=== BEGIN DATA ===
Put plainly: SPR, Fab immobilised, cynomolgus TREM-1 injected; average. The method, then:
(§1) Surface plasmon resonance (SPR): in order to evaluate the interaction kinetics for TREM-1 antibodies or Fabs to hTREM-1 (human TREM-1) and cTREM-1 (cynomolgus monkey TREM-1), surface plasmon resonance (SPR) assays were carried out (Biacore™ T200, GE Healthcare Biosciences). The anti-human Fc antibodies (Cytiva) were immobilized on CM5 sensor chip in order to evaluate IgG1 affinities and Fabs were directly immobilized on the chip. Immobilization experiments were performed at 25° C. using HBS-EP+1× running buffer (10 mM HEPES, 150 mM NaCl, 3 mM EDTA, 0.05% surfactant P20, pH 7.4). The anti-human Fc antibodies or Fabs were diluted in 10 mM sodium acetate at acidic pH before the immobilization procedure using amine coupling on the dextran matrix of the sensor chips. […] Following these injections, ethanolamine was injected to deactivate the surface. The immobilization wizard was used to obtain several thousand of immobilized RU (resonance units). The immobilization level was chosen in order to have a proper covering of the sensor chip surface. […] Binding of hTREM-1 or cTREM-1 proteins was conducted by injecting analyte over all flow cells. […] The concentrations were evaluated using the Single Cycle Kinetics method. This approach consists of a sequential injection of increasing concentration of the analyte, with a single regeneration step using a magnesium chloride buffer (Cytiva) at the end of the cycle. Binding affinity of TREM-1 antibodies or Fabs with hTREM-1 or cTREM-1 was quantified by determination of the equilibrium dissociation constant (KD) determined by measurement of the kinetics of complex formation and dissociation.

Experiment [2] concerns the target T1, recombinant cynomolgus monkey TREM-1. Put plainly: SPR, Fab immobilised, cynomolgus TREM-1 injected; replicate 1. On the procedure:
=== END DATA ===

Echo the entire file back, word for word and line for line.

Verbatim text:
Put plainly: SPR, Fab immobilised, cynomolgus TREM-1 injected; average. The method, then:
(§1) Surface plasmon resonance (SPR): in order to evaluate the interaction kinetics for TREM-1 antibodies or Fabs to hTREM-1 (human TREM-1) and cTREM-1 (cynomolgus monkey TREM-1), surface plasmon resonance (SPR) assays were carried out (Biacore™ T200, GE Healthcare Biosciences). The anti-human Fc antibodies (Cytiva) were immobilized on CM5 sensor chip in order to evaluate IgG1 affinities and Fabs were directly immobilized on the chip. Immobilization experiments were performed at 25° C. using HBS-EP+1× running buffer (10 mM HEPES, 150 mM NaCl, 3 mM EDTA, 0.05% surfactant P20, pH 7.4). The anti-human Fc antibodies or Fabs were diluted in 10 mM sodium acetate at acidic pH before the immobilization procedure using amine coupling on the dextran matrix of the sensor chips. […] Following these injections, ethanolamine was injected to deactivate the surface. The immobilization wizard was used to obtain several thousand of immobilized RU (resonance units). The immobilization level was chosen in order to have a proper covering of the sensor chip surface. […] Binding of hTREM-1 or cTREM-1 proteins was conducted by injecting analyte over all flow cells. […] The concentrations were evaluated using the Single Cycle Kinetics method. This approach consists of a sequential injection of increasing concentration of the analyte, with a single regeneration step using a magnesium chloride buffer (Cytiva) at the end of the cycle. Binding affinity of TREM-1 antibodies or Fabs with hTREM-1 or cTREM-1 was quantified by determination of the equilibrium dissociation constant (KD) determined by measurement of the kinetics of complex formation and dissociation.

Experiment [2] concerns the target T1, recombinant cynomolgus monkey TREM-1. Put plainly: SPR, Fab immobilised, cynomolgus TREM-1 injected; replicate 1. On the procedure: